A ship that once towed warships to safety during World War II and battled 40-foot waves to help rescue seven people in what was portrayed in the book and film "The Perfect Storm" is poised to be sunk off the New Jersey and Delaware coasts. Officials tell The Record newspaper the Coast Guard vessel Tamaroa will help grow a reef near Cape May Point by drawing large game fish and boosting recreational fishing. The sinking is planned around Oct. 30, the 25th anniversary of the 1991 storm.
Four juveniles were arrested in a series of flash mob attacks on Temple University's campus this weekend that left students and police officers hurt, police and university officials said.
Groups of young people, estimated to number between 20 to 100, roved the school's North Philadelphia campus Friday night for nearly two hours causing havoc, authorities said.
Students were punched and kicked, an officer tossed to the ground and stones were thrown at passing cars, police said. Officers from three agencies — the Philadelphia Police Department, Temple University police and SEPTA police —responded to the incidents.
Outraged mental health advocates petitioned Walmart to stop selling a "Suicide Scar Wound" makeup kit offered on the retailer's website.
Walmart, one of the leading retailers in the United States, can be a one-stop shop for Halloween necessities like candy, costumes, and decorations.
This year the site featured a "Razor Blade Suicide Scar Wound" latex costumer makeup kit. The product, according to Walmart, was not something they put up for sale online, but rather a third-party vendor, that Walmart did not identify.
Getty Images, File
Three men clutching two clown masks and a gun were spotted by a security guard at the Westfield San Francisco Centre Sunday, police said. The guard was conducting a routine sweep outside one of the mall's entrances near Market and Powell streets when he approached the men before one flashed a gun, police said. The men, who police say are between the ages of 20 and 30, immediately took off on foot and exited the mall without pointing the weapon at the security guard, according to police.
France began the mass evacuation Monday of the makeshift migrant camp known as "the jungle," a mammoth project to erase the humanitarian blight on its northern border, where thousands fleeing war or poverty have lived in squalor, most hoping to sneak into Britain.
Before dawn broke, long lines of migrants waited in chilly temperatures to board buses in the port city of Calais, carrying meager belongings and timid hope that they were headed to a brighter future, despite giving up their dreams of life across the English Channel in Britain.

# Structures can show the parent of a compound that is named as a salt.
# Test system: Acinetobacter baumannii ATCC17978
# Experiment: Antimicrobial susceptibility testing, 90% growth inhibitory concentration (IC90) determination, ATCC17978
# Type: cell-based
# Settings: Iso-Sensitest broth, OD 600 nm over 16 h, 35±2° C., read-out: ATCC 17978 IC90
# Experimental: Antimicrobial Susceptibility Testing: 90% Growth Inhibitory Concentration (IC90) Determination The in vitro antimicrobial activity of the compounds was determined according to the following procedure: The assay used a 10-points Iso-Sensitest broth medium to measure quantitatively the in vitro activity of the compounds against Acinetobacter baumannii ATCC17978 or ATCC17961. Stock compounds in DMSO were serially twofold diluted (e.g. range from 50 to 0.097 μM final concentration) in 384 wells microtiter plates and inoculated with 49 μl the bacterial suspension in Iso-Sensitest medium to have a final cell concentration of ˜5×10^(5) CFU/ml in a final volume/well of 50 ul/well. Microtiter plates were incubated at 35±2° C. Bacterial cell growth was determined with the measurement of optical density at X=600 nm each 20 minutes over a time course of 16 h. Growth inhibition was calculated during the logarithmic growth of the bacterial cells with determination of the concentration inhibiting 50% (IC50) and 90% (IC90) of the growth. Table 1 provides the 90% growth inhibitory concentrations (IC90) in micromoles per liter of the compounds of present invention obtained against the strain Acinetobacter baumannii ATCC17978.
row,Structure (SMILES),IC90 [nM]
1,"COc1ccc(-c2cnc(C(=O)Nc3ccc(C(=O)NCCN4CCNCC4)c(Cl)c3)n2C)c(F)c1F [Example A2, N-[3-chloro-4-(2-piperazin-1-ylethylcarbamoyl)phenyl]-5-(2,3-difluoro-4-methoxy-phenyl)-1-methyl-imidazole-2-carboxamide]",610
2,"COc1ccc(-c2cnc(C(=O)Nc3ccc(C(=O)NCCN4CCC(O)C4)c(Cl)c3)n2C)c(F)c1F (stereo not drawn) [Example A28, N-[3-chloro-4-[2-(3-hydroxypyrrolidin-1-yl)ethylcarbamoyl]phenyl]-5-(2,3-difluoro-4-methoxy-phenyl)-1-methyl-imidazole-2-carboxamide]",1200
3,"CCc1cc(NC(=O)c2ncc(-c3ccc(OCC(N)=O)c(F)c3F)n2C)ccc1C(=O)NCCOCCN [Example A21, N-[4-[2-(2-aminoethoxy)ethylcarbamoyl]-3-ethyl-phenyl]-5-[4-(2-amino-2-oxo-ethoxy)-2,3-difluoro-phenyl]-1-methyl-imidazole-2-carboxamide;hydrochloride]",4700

Closely watched by more than 1,200 police, the first of dozens of buses began transferring them to reception centers around France where they can apply for asylum. More police patrolled inside the camp, among them officers from the London police force.
Authorities were expected to begin tearing down thousands of muddy tents and fragile shelters on Tuesday as the migrants vacated them.
A University of Maine professor has died while conducting research in Antarctica. The university said 50-year-old Gordon Hamilton died Saturday when the snowmobile he was riding hit a crevasse and he fell 100 feet. He had been in Antarctica doing research for the National Science Foundation. His work focused on the role of ice and glaciers in the climate system.
Lincoln County Sheriff's Office
Authorities are searching Monday for a man accused of shooting two police officers and suspected of killing his aunt and uncle in the Oklahoma City area. Mark Opgrande, an Oklahoma County Sheriff's Office spokesman, said 38-year-old Michael Vance remains missing Monday morning. Vance is suspected of shooting two police officers in Wellston, near Oklahoma City, before making his getaway in a patrol car Sunday evening. The sheriff's office says the officers are recovering from their injuries. Authorities believed Vance then stole another vehicle from a woman before killing his aunt and uncle. The woman in the carjacking, though shot, was expected to recover from her injuries.